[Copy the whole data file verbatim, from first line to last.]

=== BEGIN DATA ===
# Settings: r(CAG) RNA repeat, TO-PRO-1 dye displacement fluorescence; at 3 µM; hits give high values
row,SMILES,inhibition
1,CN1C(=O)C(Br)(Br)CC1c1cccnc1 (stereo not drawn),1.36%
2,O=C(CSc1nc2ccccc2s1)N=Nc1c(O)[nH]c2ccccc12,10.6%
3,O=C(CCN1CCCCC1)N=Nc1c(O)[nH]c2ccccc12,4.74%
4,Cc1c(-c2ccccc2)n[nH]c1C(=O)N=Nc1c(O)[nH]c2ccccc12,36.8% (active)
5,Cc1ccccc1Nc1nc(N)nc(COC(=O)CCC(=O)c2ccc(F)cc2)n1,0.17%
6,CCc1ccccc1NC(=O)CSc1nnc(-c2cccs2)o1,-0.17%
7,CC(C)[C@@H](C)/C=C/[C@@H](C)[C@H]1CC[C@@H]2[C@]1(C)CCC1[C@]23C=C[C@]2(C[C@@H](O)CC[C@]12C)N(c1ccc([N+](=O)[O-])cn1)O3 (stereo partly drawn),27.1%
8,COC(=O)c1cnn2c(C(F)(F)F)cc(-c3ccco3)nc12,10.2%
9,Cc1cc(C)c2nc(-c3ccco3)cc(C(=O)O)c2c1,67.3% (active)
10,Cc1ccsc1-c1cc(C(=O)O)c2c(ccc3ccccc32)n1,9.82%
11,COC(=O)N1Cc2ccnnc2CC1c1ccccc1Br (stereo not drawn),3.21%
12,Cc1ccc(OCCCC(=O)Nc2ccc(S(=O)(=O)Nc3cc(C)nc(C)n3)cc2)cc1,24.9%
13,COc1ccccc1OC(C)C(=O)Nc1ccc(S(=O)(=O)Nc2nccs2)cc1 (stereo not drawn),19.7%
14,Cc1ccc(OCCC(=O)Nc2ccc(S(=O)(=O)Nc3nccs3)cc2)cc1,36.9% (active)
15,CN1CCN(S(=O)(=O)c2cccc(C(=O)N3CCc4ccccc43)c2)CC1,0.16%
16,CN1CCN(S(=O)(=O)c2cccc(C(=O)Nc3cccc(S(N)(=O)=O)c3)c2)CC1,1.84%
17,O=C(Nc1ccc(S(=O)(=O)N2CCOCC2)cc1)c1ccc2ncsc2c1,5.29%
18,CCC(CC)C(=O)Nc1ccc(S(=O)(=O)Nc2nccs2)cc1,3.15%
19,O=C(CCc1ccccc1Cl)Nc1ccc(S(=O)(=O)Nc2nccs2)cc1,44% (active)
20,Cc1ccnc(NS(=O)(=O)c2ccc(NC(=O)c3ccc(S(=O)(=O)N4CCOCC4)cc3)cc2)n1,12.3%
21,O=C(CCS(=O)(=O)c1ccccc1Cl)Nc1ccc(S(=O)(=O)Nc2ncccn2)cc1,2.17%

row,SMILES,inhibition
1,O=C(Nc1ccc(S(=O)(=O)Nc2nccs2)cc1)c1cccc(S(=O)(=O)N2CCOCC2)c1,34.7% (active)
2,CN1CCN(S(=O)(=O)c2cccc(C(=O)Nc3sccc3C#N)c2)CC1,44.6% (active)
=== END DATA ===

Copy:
# Settings: r(CAG) RNA repeat, TO-PRO-1 dye displacement fluorescence; at 3 µM; hits give high values
row,SMILES,inhibition
1,CN1C(=O)C(Br)(Br)CC1c1cccnc1 (stereo not drawn),1.36%
2,O=C(CSc1nc2ccccc2s1)N=Nc1c(O)[nH]c2ccccc12,10.6%
3,O=C(CCN1CCCCC1)N=Nc1c(O)[nH]c2ccccc12,4.74%
4,Cc1c(-c2ccccc2)n[nH]c1C(=O)N=Nc1c(O)[nH]c2ccccc12,36.8% (active)
5,Cc1ccccc1Nc1nc(N)nc(COC(=O)CCC(=O)c2ccc(F)cc2)n1,0.17%
6,CCc1ccccc1NC(=O)CSc1nnc(-c2cccs2)o1,-0.17%
7,CC(C)[C@@H](C)/C=C/[C@@H](C)[C@H]1CC[C@@H]2[C@]1(C)CCC1[C@]23C=C[C@]2(C[C@@H](O)CC[C@]12C)N(c1ccc([N+](=O)[O-])cn1)O3 (stereo partly drawn),27.1%
8,COC(=O)c1cnn2c(C(F)(F)F)cc(-c3ccco3)nc12,10.2%
9,Cc1cc(C)c2nc(-c3ccco3)cc(C(=O)O)c2c1,67.3% (active)
10,Cc1ccsc1-c1cc(C(=O)O)c2c(ccc3ccccc32)n1,9.82%
11,COC(=O)N1Cc2ccnnc2CC1c1ccccc1Br (stereo not drawn),3.21%
12,Cc1ccc(OCCCC(=O)Nc2ccc(S(=O)(=O)Nc3cc(C)nc(C)n3)cc2)cc1,24.9%
13,COc1ccccc1OC(C)C(=O)Nc1ccc(S(=O)(=O)Nc2nccs2)cc1 (stereo not drawn),19.7%
14,Cc1ccc(OCCC(=O)Nc2ccc(S(=O)(=O)Nc3nccs3)cc2)cc1,36.9% (active)
15,CN1CCN(S(=O)(=O)c2cccc(C(=O)N3CCc4ccccc43)c2)CC1,0.16%
16,CN1CCN(S(=O)(=O)c2cccc(C(=O)Nc3cccc(S(N)(=O)=O)c3)c2)CC1,1.84%
17,O=C(Nc1ccc(S(=O)(=O)N2CCOCC2)cc1)c1ccc2ncsc2c1,5.29%
18,CCC(CC)C(=O)Nc1ccc(S(=O)(=O)Nc2nccs2)cc1,3.15%
19,O=C(CCc1ccccc1Cl)Nc1ccc(S(=O)(=O)Nc2nccs2)cc1,44% (active)
20,Cc1ccnc(NS(=O)(=O)c2ccc(NC(=O)c3ccc(S(=O)(=O)N4CCOCC4)cc3)cc2)n1,12.3%
21,O=C(CCS(=O)(=O)c1ccccc1Cl)Nc1ccc(S(=O)(=O)Nc2ncccn2)cc1,2.17%

row,SMILES,inhibition
1,O=C(Nc1ccc(S(=O)(=O)Nc2nccs2)cc1)c1cccc(S(=O)(=O)N2CCOCC2)c1,34.7% (active)
2,CN1CCN(S(=O)(=O)c2cccc(C(=O)Nc3sccc3C#N)c2)CC1,44.6% (active)